Investors Often Underestimate Mutual Funds’ Annual Fees by 50%
Regulations striving for full disclosure are bringing light to impactful fees often missing from prospectuses. The burden of knowledge is with the investor in order to overcome representatives’ miscommunications or obscure product literature. Watch the interview with investment adviser representative Rodger Sprouse.
Investors holding mutual funds in taxable accounts for the sake of diversity are often – and surprisingly – left holding the bag on unanticipated fees and taxable events that can compromise returns.
While many assume that total fees are roughly 1%, the total may be much higher when lesser-known fees are included. The “average” statement of addition information disclosure costs maybe as high as 1.44%. Cash drag could account for an additional .83% and taxes for non-qualified monies at may be near 1%. Registered investment adviser fees can also average around 1%.
Although investors can’t necessarily remedy or reverse these expenses, they can become more knowledgeable before purchasing a fund. One way is to call the fund owner and ask for the fund’s “Statement of Additional Information,” which is broader than a ubiquitous prospectus. Another resource is a forbes.com article titled, “The Real Cost of Owning a Mutual Fund,” which provides further detail on various expenses, and warns of yet an additional potential expense when a fund is bought through an investment adviser.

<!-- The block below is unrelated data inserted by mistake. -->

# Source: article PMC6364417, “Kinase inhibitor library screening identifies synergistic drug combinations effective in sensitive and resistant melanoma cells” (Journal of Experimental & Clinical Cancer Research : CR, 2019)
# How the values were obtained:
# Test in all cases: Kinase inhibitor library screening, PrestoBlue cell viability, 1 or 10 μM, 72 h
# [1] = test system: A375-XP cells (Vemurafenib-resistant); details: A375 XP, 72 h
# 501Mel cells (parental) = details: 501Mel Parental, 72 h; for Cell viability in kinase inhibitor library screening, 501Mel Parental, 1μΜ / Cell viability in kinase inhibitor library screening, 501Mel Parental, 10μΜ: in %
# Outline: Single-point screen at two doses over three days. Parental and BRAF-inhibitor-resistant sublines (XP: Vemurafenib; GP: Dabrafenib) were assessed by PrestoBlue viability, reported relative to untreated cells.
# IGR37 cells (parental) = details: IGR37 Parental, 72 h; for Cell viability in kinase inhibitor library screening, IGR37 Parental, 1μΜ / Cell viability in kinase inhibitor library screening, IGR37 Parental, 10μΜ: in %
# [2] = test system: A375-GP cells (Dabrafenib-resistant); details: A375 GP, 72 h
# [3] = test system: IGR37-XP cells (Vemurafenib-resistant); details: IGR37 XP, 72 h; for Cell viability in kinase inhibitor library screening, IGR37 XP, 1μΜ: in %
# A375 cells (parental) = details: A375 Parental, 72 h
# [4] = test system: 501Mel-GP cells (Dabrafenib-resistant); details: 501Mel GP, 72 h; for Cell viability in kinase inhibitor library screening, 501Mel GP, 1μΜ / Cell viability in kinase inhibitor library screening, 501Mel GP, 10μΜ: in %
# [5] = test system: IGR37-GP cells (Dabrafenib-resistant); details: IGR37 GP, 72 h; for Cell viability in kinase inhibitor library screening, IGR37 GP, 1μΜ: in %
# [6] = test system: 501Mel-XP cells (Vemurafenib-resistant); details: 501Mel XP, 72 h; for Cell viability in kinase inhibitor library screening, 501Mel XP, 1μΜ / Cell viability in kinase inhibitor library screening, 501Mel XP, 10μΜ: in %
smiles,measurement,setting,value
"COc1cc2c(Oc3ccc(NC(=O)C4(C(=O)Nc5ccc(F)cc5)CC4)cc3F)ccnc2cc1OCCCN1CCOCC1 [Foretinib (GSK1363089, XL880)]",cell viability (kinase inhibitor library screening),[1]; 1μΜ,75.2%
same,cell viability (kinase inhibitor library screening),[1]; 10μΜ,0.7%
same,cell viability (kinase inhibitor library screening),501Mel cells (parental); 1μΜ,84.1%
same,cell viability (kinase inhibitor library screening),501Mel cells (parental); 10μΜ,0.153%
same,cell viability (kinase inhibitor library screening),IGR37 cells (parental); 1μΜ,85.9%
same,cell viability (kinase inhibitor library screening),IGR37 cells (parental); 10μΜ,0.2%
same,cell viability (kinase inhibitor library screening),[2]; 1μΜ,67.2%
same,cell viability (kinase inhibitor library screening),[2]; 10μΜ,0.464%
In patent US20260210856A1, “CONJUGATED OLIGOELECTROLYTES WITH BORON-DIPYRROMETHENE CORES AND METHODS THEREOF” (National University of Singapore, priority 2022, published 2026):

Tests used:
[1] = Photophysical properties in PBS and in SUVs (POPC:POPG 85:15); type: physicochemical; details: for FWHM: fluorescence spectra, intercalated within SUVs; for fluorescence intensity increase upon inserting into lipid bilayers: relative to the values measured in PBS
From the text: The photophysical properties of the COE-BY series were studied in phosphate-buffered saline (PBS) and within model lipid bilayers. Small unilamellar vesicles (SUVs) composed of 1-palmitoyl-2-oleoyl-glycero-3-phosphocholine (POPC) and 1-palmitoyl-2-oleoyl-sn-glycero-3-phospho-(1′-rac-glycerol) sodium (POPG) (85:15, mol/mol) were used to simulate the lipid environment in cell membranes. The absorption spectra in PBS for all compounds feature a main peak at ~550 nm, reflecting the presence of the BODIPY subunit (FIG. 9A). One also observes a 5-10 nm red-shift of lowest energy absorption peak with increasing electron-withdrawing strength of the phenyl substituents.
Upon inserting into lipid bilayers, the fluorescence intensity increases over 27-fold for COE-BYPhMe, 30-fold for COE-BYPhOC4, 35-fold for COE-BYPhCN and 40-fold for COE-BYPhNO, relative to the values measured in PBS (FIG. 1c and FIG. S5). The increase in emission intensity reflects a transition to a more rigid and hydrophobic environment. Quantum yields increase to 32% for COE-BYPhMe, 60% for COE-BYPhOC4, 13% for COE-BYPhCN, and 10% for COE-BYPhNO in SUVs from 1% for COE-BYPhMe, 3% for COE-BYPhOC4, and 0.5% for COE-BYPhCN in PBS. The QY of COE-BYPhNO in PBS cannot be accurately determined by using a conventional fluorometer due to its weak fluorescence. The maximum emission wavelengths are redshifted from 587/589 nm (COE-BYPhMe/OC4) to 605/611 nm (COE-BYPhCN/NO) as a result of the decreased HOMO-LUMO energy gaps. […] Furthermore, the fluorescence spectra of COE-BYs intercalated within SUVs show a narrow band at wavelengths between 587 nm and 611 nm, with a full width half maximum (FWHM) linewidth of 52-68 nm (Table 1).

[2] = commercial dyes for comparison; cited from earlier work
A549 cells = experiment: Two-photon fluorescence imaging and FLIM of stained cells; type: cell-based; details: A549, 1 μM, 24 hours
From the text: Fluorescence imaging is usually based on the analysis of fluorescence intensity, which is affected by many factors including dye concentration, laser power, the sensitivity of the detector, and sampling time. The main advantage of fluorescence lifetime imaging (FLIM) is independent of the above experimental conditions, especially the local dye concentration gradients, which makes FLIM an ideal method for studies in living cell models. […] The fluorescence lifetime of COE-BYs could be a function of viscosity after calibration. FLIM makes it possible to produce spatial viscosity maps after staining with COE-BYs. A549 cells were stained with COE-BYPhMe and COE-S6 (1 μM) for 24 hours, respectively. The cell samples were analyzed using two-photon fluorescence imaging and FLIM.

Alternative investment and tax management strategies can alleviate some of the tax burden that can come with owning funds. There also remains a possibility of paying taxes on gains within a fund that experiences a losing year overall. A retirement adviser can provide investment alternatives that produce tax-free income, but are not exclusive of fees, make no mistake. Similarly, an adviser or tax preparer – with sufficient notice that often begins in late summer or early fall – can identify assets offsetting gains and loses through end of the year tax harvesting.
Despite a full sea of financial mouse print, it behooves investors to seek information from sources besides funds’ representatives to gain a full grasp of mutual fund ownership expenses.
Syndicated financial columnist Steve Savant interviews Investment Adviser Representative Rodger Sprouse on Retirement Expectations. Right on the Money is a weekly financial talk show for consumers, distributed as video press releases to 280 media outlets and social media networks nationwide.